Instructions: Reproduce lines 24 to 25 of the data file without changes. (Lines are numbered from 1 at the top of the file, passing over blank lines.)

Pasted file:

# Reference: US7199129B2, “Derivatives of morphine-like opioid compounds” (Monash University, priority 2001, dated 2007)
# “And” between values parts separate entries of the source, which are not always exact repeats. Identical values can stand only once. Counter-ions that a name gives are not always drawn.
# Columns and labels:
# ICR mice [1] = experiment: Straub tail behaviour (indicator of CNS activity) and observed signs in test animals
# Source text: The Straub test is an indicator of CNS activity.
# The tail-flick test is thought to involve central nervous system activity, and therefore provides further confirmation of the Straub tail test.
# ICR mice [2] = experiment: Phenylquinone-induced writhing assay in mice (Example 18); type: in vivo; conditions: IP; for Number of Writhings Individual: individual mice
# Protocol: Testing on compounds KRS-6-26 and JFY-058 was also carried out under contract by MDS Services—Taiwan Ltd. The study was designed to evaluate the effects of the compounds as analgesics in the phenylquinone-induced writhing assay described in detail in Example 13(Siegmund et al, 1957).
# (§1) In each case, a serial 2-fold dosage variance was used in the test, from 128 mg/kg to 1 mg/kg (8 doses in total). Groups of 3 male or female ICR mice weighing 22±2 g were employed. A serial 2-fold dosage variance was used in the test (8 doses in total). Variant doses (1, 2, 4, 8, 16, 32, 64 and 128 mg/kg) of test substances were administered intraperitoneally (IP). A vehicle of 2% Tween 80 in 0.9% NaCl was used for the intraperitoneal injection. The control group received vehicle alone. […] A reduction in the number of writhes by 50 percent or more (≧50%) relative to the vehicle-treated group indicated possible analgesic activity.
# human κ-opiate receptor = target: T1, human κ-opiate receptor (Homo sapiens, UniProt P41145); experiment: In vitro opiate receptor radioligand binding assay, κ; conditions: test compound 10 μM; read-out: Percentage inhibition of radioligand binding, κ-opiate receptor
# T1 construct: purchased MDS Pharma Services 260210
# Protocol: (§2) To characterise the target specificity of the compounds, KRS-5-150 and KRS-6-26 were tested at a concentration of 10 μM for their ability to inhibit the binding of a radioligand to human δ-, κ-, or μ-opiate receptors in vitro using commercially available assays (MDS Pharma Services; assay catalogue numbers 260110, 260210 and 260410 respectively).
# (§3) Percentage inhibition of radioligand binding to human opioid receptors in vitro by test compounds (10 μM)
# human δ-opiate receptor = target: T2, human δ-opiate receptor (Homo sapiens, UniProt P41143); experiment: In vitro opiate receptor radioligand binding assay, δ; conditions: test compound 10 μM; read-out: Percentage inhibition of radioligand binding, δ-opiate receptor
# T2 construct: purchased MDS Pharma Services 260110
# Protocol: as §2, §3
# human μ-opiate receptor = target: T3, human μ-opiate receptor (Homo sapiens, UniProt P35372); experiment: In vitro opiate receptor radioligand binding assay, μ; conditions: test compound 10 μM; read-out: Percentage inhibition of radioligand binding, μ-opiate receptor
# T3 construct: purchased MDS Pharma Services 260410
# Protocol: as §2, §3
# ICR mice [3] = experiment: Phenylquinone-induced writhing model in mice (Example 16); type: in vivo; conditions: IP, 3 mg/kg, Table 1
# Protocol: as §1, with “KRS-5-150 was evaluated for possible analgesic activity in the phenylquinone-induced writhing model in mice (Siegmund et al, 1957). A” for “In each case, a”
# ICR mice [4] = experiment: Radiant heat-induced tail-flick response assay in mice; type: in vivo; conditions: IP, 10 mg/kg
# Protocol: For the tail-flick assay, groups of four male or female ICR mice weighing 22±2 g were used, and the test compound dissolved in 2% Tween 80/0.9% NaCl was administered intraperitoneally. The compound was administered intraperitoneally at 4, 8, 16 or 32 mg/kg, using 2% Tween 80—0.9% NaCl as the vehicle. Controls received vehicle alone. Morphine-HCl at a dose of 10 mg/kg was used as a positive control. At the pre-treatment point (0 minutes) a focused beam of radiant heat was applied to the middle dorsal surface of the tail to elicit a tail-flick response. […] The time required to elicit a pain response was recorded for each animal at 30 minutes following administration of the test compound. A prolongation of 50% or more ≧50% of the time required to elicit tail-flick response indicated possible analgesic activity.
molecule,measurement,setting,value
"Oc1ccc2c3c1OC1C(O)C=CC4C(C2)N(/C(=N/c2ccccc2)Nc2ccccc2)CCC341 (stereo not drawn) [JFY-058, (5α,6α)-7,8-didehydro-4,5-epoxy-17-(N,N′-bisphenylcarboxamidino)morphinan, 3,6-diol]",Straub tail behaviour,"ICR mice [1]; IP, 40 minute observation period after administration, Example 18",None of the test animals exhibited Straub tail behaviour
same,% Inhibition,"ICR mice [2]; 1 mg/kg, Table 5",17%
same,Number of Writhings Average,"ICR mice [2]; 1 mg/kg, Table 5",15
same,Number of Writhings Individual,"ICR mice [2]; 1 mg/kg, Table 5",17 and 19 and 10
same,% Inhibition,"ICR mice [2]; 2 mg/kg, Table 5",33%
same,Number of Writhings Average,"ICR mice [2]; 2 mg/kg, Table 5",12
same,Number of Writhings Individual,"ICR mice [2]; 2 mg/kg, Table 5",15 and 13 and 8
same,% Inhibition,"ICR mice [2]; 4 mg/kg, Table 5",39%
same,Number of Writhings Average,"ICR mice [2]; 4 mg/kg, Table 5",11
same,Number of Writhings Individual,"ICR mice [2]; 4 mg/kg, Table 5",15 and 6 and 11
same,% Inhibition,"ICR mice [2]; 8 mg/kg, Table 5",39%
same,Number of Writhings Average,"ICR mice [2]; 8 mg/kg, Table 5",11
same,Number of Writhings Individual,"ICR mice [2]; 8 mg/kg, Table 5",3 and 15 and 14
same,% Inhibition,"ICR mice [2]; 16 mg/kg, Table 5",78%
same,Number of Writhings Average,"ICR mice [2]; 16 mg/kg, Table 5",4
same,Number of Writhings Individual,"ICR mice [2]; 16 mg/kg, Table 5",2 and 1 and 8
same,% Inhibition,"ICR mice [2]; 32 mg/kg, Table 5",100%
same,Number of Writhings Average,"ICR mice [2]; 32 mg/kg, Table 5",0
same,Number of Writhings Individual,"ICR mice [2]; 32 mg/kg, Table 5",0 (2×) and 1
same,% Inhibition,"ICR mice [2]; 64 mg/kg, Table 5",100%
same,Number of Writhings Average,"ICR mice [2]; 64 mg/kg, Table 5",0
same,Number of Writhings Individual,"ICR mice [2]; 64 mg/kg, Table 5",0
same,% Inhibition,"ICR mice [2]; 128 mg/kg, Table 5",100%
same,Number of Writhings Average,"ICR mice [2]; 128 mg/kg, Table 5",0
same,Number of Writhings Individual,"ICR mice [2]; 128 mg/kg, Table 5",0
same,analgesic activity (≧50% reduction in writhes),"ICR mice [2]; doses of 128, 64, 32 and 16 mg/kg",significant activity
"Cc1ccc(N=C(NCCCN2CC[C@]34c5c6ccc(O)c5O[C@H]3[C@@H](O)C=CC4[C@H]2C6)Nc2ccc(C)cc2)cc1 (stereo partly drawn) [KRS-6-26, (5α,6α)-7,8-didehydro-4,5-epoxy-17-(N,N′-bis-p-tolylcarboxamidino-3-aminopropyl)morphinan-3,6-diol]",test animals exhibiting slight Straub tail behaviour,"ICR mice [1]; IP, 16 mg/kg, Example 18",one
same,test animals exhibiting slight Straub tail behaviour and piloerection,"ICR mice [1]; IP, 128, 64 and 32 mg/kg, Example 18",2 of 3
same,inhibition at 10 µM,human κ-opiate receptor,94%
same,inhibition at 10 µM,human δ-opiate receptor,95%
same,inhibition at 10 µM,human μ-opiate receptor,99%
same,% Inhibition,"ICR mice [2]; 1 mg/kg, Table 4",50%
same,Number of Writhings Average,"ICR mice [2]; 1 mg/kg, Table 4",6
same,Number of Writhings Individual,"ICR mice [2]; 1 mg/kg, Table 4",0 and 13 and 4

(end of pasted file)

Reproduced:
molecule,measurement,setting,value
"Oc1ccc2c3c1OC1C(O)C=CC4C(C2)N(/C(=N/c2ccccc2)Nc2ccccc2)CCC341 (stereo not drawn) [JFY-058, (5α,6α)-7,8-didehydro-4,5-epoxy-17-(N,N′-bisphenylcarboxamidino)morphinan, 3,6-diol]",Straub tail behaviour,"ICR mice [1]; IP, 40 minute observation period after administration, Example 18",None of the test animals exhibited Straub tail behaviour